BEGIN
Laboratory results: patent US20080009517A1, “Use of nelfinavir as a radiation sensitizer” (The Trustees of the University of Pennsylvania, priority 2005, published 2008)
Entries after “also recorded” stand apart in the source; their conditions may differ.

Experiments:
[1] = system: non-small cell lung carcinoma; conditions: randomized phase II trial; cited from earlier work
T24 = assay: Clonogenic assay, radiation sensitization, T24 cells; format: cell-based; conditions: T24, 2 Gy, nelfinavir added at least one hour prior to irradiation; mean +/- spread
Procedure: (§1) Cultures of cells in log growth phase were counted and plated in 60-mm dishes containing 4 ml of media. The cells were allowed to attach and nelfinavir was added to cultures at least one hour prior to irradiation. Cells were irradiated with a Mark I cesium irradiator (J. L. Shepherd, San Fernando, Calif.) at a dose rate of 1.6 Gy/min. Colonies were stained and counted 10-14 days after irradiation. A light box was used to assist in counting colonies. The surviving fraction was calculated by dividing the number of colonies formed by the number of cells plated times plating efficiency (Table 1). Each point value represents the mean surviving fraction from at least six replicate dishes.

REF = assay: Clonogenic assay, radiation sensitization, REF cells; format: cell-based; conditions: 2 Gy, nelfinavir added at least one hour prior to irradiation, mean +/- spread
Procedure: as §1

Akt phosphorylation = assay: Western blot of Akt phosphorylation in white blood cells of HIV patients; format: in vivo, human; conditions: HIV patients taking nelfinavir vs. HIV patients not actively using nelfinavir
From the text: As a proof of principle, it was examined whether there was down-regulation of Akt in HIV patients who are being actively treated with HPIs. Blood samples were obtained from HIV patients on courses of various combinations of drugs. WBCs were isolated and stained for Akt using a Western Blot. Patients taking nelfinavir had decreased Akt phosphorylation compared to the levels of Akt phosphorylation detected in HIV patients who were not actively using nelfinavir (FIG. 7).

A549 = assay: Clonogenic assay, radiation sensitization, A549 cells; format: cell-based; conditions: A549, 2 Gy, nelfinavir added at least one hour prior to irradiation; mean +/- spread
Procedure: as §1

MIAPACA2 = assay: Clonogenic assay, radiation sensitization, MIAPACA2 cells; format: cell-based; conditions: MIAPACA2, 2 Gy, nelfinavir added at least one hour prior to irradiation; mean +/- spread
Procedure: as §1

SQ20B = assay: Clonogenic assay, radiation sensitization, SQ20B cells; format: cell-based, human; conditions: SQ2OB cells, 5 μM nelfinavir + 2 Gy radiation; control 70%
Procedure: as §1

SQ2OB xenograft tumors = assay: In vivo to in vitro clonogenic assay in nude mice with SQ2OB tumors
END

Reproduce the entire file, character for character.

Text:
Laboratory results: patent US20080009517A1, “Use of nelfinavir as a radiation sensitizer” (The Trustees of the University of Pennsylvania, priority 2005, published 2008)
Entries after “also recorded” stand apart in the source; their conditions may differ.

Experiments:
[1] = system: non-small cell lung carcinoma; conditions: randomized phase II trial; cited from earlier work
T24 = assay: Clonogenic assay, radiation sensitization, T24 cells; format: cell-based; conditions: T24, 2 Gy, nelfinavir added at least one hour prior to irradiation; mean +/- spread
Procedure: (§1) Cultures of cells in log growth phase were counted and plated in 60-mm dishes containing 4 ml of media. The cells were allowed to attach and nelfinavir was added to cultures at least one hour prior to irradiation. Cells were irradiated with a Mark I cesium irradiator (J. L. Shepherd, San Fernando, Calif.) at a dose rate of 1.6 Gy/min. Colonies were stained and counted 10-14 days after irradiation. A light box was used to assist in counting colonies. The surviving fraction was calculated by dividing the number of colonies formed by the number of cells plated times plating efficiency (Table 1). Each point value represents the mean surviving fraction from at least six replicate dishes.

REF = assay: Clonogenic assay, radiation sensitization, REF cells; format: cell-based; conditions: 2 Gy, nelfinavir added at least one hour prior to irradiation, mean +/- spread
Procedure: as §1

Akt phosphorylation = assay: Western blot of Akt phosphorylation in white blood cells of HIV patients; format: in vivo, human; conditions: HIV patients taking nelfinavir vs. HIV patients not actively using nelfinavir
From the text: As a proof of principle, it was examined whether there was down-regulation of Akt in HIV patients who are being actively treated with HPIs. Blood samples were obtained from HIV patients on courses of various combinations of drugs. WBCs were isolated and stained for Akt using a Western Blot. Patients taking nelfinavir had decreased Akt phosphorylation compared to the levels of Akt phosphorylation detected in HIV patients who were not actively using nelfinavir (FIG. 7).

A549 = assay: Clonogenic assay, radiation sensitization, A549 cells; format: cell-based; conditions: A549, 2 Gy, nelfinavir added at least one hour prior to irradiation; mean +/- spread
Procedure: as §1

MIAPACA2 = assay: Clonogenic assay, radiation sensitization, MIAPACA2 cells; format: cell-based; conditions: MIAPACA2, 2 Gy, nelfinavir added at least one hour prior to irradiation; mean +/- spread
Procedure: as §1

SQ20B = assay: Clonogenic assay, radiation sensitization, SQ20B cells; format: cell-based, human; conditions: SQ2OB cells, 5 μM nelfinavir + 2 Gy radiation; control 70%
Procedure: as §1

SQ2OB xenograft tumors = assay: In vivo to in vitro clonogenic assay in nude mice with SQ2OB tumors